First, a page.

Stuttgart, the home of Mercedes and Porsche, is to become the latest city in Germany to introduce a ban on some diesel vehicles. The ban, which follows legal action by environmental groups, will come into effect from next January and will apply to the city centre.
Earlier this year, a landmark court ruling in Leipzig said that German cities would be allowed to ban older diesel vehicles from zones worst affected by pollution, and has since led to the announcement of a diesel ban on two streets in Hamburg.
The state government of Baden-Württemberg has said the ban in Stuttgart would initially apply to Euro 4 diesels and could be expanded to cover Euro 5 diesels if NOx levels did not fall to legal limits.
Environmental groups which brought the original legal action said the plan is a step forward, but said they believe delaying restrictions on Euro 5 diesel vehicles fails to go far enough..
ClientEarth lawyer Ugo Taddei said: “A citywide ban on diesel cars up to Euro 5 in the home of German diesel sends a strong message – both in Germany and across Europe. But the vague plan to ‘see how it goes’ before banning Euro 5 vehicles is sloppy.
“The court made it plain and simple – Stuttgart’s authorities cannot duck their legal duty to bring air pollution down to legal levels. This proposal still does not look like it will meet the court’s standards and we expect to see a fine imposed. The fight for clean air stops only when we have decent, ambitious pledges to bring pollution down.”
The ruling came after environmental groups brought legal action after 70 German cities exceeded European Union limits for nitrogen oxides (NOx) last year. Diesel emissions containing nitrogen oxides can cause respiratory disease.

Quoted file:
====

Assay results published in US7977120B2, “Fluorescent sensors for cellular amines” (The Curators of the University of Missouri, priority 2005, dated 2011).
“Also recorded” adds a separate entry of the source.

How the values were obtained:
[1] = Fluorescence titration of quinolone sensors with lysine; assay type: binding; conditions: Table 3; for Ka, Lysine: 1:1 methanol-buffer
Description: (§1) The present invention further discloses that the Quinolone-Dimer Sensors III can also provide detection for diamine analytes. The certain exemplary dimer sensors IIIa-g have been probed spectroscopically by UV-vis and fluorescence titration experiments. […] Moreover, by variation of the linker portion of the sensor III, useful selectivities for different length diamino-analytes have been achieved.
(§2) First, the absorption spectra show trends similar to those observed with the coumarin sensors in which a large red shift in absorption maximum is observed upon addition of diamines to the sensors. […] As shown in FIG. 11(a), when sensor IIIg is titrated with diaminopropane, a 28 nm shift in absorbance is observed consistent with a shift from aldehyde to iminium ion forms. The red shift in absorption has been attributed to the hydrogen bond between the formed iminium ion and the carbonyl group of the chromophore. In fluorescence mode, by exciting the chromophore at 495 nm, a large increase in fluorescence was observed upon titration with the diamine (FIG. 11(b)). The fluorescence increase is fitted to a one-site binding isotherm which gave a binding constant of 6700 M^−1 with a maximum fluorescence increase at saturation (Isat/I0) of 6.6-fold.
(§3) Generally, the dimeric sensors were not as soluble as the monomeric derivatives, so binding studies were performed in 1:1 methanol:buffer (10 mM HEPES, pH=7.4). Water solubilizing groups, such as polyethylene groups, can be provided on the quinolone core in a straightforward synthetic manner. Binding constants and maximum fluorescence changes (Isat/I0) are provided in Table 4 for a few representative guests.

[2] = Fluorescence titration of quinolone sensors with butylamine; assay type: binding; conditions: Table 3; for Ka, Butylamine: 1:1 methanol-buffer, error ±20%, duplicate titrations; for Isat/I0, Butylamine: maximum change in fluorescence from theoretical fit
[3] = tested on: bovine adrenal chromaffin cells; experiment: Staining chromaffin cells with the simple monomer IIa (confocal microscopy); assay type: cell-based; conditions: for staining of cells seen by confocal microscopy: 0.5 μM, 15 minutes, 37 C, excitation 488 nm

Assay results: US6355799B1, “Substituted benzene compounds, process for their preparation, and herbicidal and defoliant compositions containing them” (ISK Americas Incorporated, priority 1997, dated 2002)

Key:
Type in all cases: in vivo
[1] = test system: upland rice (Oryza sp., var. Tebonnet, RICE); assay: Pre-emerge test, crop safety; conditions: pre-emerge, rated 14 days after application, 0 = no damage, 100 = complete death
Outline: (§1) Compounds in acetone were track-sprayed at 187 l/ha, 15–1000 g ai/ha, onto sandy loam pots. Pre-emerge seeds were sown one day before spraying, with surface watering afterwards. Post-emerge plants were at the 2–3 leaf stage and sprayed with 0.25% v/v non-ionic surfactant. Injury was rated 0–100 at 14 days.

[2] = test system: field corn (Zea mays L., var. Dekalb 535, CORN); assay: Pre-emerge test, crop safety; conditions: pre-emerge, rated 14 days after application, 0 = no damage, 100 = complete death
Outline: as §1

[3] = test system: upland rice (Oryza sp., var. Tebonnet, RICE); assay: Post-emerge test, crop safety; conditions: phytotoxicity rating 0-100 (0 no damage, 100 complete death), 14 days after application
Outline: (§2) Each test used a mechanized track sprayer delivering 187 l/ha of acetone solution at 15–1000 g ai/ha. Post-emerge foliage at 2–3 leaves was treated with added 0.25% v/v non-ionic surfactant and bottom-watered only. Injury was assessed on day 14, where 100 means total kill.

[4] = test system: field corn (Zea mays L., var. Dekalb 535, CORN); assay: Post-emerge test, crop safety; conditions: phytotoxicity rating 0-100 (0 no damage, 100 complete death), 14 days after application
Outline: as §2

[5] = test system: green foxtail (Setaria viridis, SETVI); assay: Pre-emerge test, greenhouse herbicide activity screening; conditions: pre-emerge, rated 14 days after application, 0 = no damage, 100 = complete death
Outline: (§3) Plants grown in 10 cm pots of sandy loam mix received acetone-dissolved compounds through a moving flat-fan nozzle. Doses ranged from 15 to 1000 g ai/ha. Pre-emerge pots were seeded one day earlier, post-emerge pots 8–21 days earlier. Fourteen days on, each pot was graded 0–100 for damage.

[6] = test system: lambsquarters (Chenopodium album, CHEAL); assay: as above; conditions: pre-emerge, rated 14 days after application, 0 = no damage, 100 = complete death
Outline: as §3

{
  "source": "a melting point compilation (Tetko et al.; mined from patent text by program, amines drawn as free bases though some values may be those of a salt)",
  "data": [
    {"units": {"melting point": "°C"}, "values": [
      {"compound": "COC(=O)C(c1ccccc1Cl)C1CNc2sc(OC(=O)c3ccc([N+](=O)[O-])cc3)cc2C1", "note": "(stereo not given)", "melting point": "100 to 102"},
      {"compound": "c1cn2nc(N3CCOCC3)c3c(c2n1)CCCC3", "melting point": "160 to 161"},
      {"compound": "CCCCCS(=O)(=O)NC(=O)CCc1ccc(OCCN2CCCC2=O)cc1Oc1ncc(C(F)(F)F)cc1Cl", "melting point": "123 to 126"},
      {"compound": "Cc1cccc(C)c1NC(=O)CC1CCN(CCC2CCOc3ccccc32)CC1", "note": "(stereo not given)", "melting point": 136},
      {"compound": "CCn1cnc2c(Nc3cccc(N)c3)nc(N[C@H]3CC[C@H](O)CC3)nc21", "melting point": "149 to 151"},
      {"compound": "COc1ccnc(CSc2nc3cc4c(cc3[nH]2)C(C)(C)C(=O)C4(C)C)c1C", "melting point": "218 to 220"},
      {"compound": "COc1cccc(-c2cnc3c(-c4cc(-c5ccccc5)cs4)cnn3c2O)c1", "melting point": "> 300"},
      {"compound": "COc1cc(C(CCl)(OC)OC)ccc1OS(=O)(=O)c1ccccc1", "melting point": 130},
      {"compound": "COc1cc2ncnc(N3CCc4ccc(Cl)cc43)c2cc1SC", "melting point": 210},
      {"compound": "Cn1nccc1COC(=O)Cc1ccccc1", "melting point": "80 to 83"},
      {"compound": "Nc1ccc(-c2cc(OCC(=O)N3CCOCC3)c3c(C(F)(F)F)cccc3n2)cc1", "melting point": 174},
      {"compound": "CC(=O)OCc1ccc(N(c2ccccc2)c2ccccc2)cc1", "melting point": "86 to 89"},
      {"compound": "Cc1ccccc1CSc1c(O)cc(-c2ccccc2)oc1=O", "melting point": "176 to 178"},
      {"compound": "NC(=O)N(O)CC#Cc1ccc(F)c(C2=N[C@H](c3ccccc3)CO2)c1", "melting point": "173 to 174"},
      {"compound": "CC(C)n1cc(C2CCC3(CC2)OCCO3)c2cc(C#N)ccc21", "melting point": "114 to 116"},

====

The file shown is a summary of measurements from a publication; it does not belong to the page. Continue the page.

Other cities across Europe, including London and Paris, are also struggling to meet EU air quality standards, and the German ruling may well be seen as setting a precedent.
The latest diesel cars will be unaffected by the ban as the latest technology means they meet emissions standards. Many new car buyers however are already moving away from the technology in favour of hybrids and EVs.
However, while diesels produce high levels of nitrogen oxide, they emit relatively low levels of carbon dioxide, a greenhouse gas. So moves to control one environmental problem may end up undermining efforts to combat another.
Because diesel cars typically consume less fuel than petrol equivalents they emit, on average, 15-20% less CO2, and an increase in CO2 emission in the UK has been attributed to a decline in diesel demand.
Environmental group DUH said it hoped the bans in German cities would end the industry's "resistance" to refitting older, more-polluting cars to meet the latest EU standards.
The impact on German drivers could be marked, with millions being forced to leave their cars at home on days when harmful emissions are particularly high. And it could also depress the value of diesel cars affected by the ban.
Of the 15 million diesel cars currently on Germany's roads, less than three million meet the latest Euro-6 standards, according to data from Germany's automotive authorities.
Car companies could also incur huge costs to refit vehicles at a time when consumer interest in diesel is falling. The market share for diesel vehicles in Germany fell from 48% in 2015 to around 39% last year.
At the same time, German car makers have pledged software improvements for millions of diesel cars and offered trade-in incentives for older models.
Paris, Madrid, Mexico City and Athens have all pledged to ban diesel vehicles from city centres by 2025, while Copenhagen is considering banning new diesel cars from entering the city as soon as next year.
Many carmakers have already signalled they will move away from diesel technology with most now offering alternative power trains, such as hybrid or battery electric vehicles, in their model line-ups.